4:38 PM  
Blogger sarah ruddy said...

Huh. I'm not sure where to go with this - perhaps the present argument seems a bit far afield from my original comments, which were meant to suggest a departure not so much from Silliman himself as from his commentors, who often perform precisely what both of you are against. I'll try to break down my position simply, thus:

1. I don't think that Ron's discussion of the SoQ as "hegemony" is especially productive, in part because it doesn't take into account so much of what's going on IN academia. His points about modes of distribution and cultural capital are undeniable - but I don't find them helpful because once he has pointed that out, he stops. And then his comment fields become flooded with "victims," a stance which mostly serves to reproduce and repeat the problem.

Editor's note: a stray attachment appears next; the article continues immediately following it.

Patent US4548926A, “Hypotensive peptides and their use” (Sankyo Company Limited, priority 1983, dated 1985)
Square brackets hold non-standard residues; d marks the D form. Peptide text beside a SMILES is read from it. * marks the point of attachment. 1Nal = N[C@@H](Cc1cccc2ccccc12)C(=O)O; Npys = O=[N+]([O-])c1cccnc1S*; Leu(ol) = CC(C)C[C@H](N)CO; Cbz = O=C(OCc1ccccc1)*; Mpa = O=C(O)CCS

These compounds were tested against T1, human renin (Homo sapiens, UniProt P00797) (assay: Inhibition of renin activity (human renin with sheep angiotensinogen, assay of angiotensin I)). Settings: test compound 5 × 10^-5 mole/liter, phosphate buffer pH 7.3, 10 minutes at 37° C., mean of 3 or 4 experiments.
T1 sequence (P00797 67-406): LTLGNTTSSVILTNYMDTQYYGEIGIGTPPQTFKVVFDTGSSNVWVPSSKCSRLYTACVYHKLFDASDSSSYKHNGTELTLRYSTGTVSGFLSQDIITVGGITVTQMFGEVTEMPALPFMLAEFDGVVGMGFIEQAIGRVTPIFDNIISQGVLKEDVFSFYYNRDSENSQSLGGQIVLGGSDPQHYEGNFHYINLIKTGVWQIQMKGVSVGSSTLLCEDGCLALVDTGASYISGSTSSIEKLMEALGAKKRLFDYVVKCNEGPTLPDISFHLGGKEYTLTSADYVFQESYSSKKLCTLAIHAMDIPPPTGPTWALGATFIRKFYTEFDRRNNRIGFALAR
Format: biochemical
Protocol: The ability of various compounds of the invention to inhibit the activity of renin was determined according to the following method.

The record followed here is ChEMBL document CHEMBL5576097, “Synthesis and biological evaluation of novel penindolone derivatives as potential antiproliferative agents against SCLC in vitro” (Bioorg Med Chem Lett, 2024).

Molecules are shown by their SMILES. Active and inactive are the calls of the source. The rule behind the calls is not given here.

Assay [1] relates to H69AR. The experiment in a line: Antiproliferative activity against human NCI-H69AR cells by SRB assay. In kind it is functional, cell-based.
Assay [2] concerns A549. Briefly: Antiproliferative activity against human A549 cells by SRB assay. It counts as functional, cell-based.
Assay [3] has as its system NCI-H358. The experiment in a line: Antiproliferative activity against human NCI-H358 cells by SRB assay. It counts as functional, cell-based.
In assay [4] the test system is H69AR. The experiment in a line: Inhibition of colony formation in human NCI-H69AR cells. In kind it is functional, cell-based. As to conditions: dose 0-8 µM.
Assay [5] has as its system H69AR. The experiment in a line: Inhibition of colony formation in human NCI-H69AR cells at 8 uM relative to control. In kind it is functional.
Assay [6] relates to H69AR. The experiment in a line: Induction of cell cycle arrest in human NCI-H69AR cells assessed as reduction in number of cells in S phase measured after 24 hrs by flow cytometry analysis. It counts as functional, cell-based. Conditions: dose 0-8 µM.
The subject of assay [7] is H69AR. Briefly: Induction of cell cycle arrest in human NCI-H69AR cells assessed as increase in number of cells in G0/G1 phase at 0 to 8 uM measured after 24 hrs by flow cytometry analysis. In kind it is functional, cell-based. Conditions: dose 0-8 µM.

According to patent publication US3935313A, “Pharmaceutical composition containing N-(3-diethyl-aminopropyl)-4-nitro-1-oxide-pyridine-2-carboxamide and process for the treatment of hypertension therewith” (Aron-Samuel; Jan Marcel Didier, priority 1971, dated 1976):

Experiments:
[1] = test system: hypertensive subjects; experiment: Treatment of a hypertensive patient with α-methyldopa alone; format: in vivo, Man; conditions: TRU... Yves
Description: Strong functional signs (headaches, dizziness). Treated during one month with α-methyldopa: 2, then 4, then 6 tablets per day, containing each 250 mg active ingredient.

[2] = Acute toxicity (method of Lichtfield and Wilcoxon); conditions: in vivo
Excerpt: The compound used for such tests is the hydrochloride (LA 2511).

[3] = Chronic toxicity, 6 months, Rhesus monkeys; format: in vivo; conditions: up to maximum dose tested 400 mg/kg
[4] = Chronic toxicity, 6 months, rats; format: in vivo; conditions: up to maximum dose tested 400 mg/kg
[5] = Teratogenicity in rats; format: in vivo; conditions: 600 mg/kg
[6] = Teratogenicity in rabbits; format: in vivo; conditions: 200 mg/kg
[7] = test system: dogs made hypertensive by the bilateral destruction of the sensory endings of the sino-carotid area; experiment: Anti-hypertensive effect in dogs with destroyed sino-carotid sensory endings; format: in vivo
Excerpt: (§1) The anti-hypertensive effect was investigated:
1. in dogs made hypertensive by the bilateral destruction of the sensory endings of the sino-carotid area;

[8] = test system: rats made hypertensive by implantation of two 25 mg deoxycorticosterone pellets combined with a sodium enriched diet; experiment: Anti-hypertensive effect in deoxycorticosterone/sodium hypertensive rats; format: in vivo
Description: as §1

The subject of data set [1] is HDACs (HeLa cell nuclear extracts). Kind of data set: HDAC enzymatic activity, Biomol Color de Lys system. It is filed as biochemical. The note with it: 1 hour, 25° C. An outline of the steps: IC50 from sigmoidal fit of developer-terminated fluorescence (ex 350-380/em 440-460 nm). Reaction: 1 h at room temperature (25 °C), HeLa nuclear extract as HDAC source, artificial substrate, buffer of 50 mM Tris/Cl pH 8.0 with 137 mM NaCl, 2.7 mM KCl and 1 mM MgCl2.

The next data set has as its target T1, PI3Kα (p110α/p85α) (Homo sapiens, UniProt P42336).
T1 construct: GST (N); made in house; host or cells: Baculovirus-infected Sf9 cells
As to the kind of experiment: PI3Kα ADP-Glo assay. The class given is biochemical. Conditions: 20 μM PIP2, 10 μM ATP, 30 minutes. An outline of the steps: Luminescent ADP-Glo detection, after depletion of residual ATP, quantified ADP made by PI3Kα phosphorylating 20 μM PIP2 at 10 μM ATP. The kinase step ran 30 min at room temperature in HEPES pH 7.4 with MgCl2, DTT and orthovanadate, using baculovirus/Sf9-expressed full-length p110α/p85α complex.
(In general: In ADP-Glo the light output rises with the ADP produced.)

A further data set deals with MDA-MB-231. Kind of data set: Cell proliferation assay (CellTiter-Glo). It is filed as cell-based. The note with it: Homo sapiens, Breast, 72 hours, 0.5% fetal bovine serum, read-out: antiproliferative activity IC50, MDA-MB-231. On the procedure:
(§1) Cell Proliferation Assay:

Forgive me if I'm oversimplfying either of your points. These comments are meant to "explain" yours, but rather to articulate my own, which may, in fact, be simplistic.

2. But I also don't think that "Language poetry IS the hegemony" is very helpful either. The cultural logic of avant-garde poetics is only a stale argument if you cast it as stale. That is to say, those of us in grad school are in the position of making cultural poetics - as begun, perhaps, in the "self-fashioning" of 1970s SF Langpo rhetoric - do something. We are charged with actively making this argument not stale so that we can make something out of it and continue to eveolve as a field. Paradoxically, this might mean that we can form an adequate response to former and current poetic traditions that doesn't simply recast and repeat Oedipal violence.